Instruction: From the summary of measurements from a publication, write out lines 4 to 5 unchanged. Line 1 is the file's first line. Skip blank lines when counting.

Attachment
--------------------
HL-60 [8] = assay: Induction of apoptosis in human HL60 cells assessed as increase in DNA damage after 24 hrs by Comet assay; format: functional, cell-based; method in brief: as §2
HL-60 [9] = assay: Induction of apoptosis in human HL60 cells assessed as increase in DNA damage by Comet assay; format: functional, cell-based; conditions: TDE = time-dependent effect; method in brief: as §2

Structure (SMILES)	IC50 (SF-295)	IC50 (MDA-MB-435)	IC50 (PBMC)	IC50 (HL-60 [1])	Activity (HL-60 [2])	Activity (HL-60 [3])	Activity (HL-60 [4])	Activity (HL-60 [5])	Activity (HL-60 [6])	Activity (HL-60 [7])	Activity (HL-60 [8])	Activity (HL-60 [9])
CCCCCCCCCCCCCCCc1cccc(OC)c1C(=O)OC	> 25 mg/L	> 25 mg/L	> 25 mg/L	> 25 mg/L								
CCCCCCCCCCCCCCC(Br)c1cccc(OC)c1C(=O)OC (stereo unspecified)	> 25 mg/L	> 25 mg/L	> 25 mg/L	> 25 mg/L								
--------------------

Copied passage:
CCCCCCCCCCCCCCCc1cccc(OC)c1C(=O)OC	> 25 mg/L	> 25 mg/L	> 25 mg/L	> 25 mg/L								
CCCCCCCCCCCCCCC(Br)c1cccc(OC)c1C(=O)OC (stereo unspecified)	> 25 mg/L	> 25 mg/L	> 25 mg/L	> 25 mg/L								